Monday, 28 May 2018 14:17

NCAA Singles & Doubles Champions Crowned

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The 2017-18 college tennis season officially came to a close today with a few historic firsts in the finals of the singles and doubles championships. Ole Miss senior Arianne Hartono won the school's first NCAA Women's Singles Championship with a 6-4, 6-2 win over Pepperdine sophomore No. 17 Ashley Lahey in a match that was played indoors due to rain. Hartono, who finished the regular season ranked No. 7 and was seeded No. 6, defeated Pepperdine's top three in the final three matches with the other wins coming over No. 22 Mayar Sherif 2-6, 7-6(5), 7-6(2) in the semifinals and No. 27 Luisa Stefani 6-2, 4-6, 6-2 in the quarterfinals. Hartono also had wins over Georgia Tech's No. 14 Paige Hourigan, Washington's No. 47 Vanessa Wong, and Oklahoma State's No. 20 Vladica Babic. 

Ole Miss's only other NCAA Singles Championship came in 2009 when current men's assistant Devin Britton won the title as a freshman. 

Quotes from Wake's NCAA Championship Site

Arianne Hartono, Ole Miss (NCAA Singles Champion)
On winning the title:
“I am so happy to achieve this title. You play against the best players in the country and to end my senior year like this, I’m speechless.”

On coming back after trailing early:
“In women’s tennis, I think one moment, one point, can change the momentum, At 4-3 and 5-4 of the first, I made the plays to take control. She is a hard hitter and indoors, I knew the ball was going to come fast. I just tried to make the rallies as long as possible and when I whenever I get my shot, I’ll take it. I wanted to stay consistent and patient and really work each point.”

Mark Beyers, Ole Miss head coach
On Hartono:
“She is such a great kid. Everything she does, in the classroom and on the court, she has been successful and she will be successful in whatever she does in life. She is going to go out and play on tour and I think she can have a great career there. I would love to have six players like that and have her to have 22 more years of eligibility, because there aren’t many players like her.” 

 

Wake Forest junior Petros Chrysochos defeated his teammate sophomore Borna Gojo 6-3, 6-3 to win the NCAA Men's Singles Championship which was also the school's first NCAA Men's Singles Championship. Chrysochos, who was ranked and seeded No. 4, defeated the top seed UCLA's Martin Redlicki 6-1, 4-6, 6-4 in the semifinals and Ohio State's No. 6 Mikael Torpegaard 4-6, 6-2, 7-6(2) in the quarterfinals. Chrysochos's other wins came over Memphis's No. 36 Ryan Peniston, Kentucky's No. 50 William Bushamuka, and Portland's No. 57 Michail Pervolarakis. The final between teammates was just the fourth since 1977 with Stanford's Bob Bryan defeating Paul Goldstein in the 1998 final, Georgia's Mikael Pernfors defeating George Bezecny in 1985, and Stanford's Tim Mayotte defeating Jim Gurfein in 1981.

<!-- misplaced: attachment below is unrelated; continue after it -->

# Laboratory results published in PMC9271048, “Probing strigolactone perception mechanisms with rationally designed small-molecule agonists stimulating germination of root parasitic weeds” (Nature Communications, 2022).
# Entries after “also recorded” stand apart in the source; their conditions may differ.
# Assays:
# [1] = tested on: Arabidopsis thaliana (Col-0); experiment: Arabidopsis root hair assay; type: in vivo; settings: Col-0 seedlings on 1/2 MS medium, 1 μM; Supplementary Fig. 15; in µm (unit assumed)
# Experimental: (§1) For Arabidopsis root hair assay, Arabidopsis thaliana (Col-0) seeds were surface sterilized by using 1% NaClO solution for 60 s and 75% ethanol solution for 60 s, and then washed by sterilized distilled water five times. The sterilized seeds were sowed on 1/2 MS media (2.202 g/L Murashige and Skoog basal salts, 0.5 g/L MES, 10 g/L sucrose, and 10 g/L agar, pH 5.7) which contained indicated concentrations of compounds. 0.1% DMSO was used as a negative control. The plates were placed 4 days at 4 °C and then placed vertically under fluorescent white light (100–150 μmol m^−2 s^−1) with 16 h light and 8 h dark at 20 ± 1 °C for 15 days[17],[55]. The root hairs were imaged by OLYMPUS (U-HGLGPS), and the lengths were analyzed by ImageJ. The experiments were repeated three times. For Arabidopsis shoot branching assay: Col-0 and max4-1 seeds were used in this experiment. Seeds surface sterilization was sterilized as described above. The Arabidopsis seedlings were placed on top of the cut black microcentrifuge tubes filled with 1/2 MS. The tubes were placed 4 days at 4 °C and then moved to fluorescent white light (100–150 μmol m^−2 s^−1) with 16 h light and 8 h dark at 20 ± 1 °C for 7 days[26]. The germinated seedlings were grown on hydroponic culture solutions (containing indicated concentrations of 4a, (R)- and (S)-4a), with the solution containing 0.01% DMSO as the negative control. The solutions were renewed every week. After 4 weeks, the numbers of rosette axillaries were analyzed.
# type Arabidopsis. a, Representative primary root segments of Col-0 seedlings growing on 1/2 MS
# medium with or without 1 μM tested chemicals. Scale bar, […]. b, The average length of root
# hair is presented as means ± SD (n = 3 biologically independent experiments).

Wake Forest's only other NCAA Singles Championship came in 2002 when Bea Bielik won the women's title. 

Quotes from Wake's NCAA Championship Site

Petros Chrysochos, Wake Forest (NCAA Singles Champion)
On playing his teammate, Borna Gojo, in the final:
“You saw at the end I didn’t celebrate. I didn’t need to because the biggest accomplishment was walking on that court with my teammate, my friend. I didn’t care which one of us won. It was a team effort that got us both there. Most of the time, when you make it to a final, it is an individual accomplishment, but I felt like Borna helped me get to this point. It was a huge advantage to play this tournament at home
and we made the best of it.”

On winning the singles title after winning the team title:
“In my mind, I keep thinking about the team accomplishment, the team win we had over Ohio State. I don’t think I will look back at this as much as I will the team win. Sharing the moments with my teammates, on the court, being next to them instead of across the net from them, it is so much better.”

Tony Bresky, Wake Forest head coach
On having two players play each other in the final:
“They handled it amazingly because it is so hard to play your teammate. There is so much respect between the two of them. It is hard for both of them to not want to win, but how they treated each other shows their character as players and people. This final means more than what you would think after winning a team title. It shows how passionate our guys are, how tough they are, how mentally and physically fit they are. To do that after winning the team, at home, when it is so emotionally draining is tough. To be able to refocus and do what those two guys did is incredible.”